We make numerous decisions every day like what to wear, what to eat, and what form of advertising should our business pursue?
We even make a decision to defer a decision, or we decide to procrastinate.
We spend too little time on the how and the why of our decision-making, decisions that deeply affect the outcome of our business.
How do you make a decision? Rely on gut instinct, your experience? Or do you perform a thorough analysis of the decision?
How important is this decision, and do we have all the information to make a wise choice?
One of the major changes in decision-making occurred in the sports field. In the movie, “Billy Ball,” we learned about the formula for creating the perfect baseball line-up based on cost-analysis, and statistics. However, in many instances, coaches and managers still rely on gut and experience to make the final call.
Let’s consider the following as you approach the decisions you have to make for your business:
Understand your business needs and the decision-making process
Decision-making uses mathematical models, rules, experience, and instinctive actions. Mathematical models number-crunch data to determine the best solutions under a variety of circumstances.
- Experience models most frequently use experience and historical trends to predict the future.
- Instinctive models rely on expertise to evaluate alternatives.
Each of these has their pros and cons. For example, bias, assumptions, and knowledge can greatly affect the value of these methods, so predicting hot weather in August is fairly easy, but can you predict the short term impact of climate change? Not when there’s so little to go on.
Beware and Minimize Bias
The greatest detractor from effective decision-making, whether intentional, random, hidden or even unknown, is bias.
- The first source of bias is our own set of beliefs, experience and reliance on the “we’ve always done it that way” method. Thus, we simply ignore information or facts that go against our beliefs.
- The second is our information and perspective. For example, right brain and left brain people can see the same thing and yet understand it in a different way.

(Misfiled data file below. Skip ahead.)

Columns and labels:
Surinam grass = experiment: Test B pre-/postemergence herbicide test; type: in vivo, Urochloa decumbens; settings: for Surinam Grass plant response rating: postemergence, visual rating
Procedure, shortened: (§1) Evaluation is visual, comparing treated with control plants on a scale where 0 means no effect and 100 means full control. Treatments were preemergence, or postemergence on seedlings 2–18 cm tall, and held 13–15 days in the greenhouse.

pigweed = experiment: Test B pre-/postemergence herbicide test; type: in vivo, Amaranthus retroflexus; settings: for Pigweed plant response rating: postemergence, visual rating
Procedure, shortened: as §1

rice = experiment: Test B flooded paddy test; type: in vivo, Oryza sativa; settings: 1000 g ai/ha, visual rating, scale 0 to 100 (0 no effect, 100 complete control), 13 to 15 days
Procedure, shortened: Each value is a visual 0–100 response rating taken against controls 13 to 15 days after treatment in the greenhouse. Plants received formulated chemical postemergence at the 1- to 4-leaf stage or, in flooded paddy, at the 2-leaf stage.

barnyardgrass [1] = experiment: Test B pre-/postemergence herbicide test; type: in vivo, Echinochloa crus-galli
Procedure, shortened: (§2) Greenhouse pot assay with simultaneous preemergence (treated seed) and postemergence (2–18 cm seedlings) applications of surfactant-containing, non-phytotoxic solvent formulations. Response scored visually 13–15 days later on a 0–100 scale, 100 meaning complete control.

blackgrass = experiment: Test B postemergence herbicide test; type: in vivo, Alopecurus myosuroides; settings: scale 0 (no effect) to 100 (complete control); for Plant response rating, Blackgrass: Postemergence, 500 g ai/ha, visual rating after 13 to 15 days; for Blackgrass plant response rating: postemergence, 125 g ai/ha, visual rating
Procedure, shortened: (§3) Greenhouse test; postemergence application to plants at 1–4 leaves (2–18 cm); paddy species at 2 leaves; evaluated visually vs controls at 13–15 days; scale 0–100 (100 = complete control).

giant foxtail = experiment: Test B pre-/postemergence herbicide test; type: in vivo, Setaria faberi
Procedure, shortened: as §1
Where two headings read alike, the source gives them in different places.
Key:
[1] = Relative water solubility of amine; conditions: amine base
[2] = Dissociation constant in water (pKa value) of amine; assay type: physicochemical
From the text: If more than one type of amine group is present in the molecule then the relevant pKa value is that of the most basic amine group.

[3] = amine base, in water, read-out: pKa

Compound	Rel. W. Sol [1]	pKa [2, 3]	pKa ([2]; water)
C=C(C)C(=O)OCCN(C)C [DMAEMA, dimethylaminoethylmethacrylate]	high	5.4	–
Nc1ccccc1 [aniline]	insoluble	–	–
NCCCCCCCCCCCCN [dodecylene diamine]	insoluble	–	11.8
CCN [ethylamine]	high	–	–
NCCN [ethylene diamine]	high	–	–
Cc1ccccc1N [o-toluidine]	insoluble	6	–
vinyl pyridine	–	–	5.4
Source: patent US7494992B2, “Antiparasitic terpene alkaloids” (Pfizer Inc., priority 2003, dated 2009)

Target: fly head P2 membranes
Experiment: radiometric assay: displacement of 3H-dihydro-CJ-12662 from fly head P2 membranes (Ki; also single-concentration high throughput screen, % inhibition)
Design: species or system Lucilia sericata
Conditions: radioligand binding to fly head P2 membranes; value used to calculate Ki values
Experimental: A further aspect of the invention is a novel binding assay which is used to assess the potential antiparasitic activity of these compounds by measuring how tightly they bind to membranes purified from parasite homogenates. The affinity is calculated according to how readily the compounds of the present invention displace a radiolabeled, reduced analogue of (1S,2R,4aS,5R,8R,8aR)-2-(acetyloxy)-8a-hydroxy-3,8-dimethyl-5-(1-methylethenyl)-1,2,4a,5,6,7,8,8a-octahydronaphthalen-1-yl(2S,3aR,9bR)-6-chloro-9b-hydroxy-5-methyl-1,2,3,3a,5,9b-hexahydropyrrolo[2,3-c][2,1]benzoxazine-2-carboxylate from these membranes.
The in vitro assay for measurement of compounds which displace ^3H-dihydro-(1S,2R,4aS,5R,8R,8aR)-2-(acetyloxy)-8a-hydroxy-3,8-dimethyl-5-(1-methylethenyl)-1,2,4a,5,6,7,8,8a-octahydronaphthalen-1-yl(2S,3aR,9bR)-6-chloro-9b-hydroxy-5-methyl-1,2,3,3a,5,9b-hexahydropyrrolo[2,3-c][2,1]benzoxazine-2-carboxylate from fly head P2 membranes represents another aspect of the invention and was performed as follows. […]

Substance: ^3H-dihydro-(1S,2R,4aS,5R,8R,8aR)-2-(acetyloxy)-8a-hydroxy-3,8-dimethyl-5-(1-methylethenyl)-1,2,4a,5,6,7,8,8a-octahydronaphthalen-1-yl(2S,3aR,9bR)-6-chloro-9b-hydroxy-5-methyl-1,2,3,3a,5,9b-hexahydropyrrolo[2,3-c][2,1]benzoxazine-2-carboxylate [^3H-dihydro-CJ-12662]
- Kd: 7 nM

- The third is incomplete or wrong information, or being too quick to make a judgment. For example, take a frog. When you say, “jump,” the frog jumps. But tie his legs together and say, “jump,” the frog most likely won’t jump. To then decide that the frog has lost its hearing is the wrong answer.
Decision-makers need to include risk and probability
One of the crucial aspects of decisions is risk and the probability of the outcome.
- Buying a lottery ticket has minimal risk because of the low cost, but comes with high potential value. In contrast, ignoring medical problems can have very high risk and very unfortunate consequences
- Decisions and risk are also greatly affected by probability and information. There is a huge difference in predicting results where there is significant and consistent historical data. However, predicting results for new programs or with little or inconsistent data becomes much more difficult.
- Decisions can also be greatly affected by things we don’t consider or the environment. Factors like the economy, gas prices, politics, social values, the internet, and cell phones can greatly affect our plans….
I recommend more consideration of the process of decision-making. Ask yourself: how good is our information? What are the consequences of mistakes? And how much risk can we afford? With the exception of issues like safety, I believe we can afford more risk. We are overly concerned with the consequences of mistakes than the potential of risk. This approach is well stated by Sheryl Sandberg, Facebook CEO, where she asks: “What would you do if you weren’t afraid?”
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